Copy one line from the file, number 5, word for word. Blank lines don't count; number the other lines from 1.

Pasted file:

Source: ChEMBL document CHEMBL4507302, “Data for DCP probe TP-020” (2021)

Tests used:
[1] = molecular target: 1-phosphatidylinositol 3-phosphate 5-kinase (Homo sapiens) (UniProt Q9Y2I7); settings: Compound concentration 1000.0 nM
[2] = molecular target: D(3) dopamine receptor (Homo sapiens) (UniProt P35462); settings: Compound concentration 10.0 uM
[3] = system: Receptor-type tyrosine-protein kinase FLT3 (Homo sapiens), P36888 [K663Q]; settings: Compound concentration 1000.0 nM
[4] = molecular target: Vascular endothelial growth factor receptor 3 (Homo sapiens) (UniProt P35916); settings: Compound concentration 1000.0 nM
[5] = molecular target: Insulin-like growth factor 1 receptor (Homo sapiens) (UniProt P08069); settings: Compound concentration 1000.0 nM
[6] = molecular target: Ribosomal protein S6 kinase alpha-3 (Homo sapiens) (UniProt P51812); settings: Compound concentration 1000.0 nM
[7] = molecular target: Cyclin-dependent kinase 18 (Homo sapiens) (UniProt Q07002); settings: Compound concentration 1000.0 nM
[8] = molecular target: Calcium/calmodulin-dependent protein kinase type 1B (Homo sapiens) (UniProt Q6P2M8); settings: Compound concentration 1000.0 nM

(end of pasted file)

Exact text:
[3] = system: Receptor-type tyrosine-protein kinase FLT3 (Homo sapiens), P36888 [K663Q]; settings: Compound concentration 1000.0 nM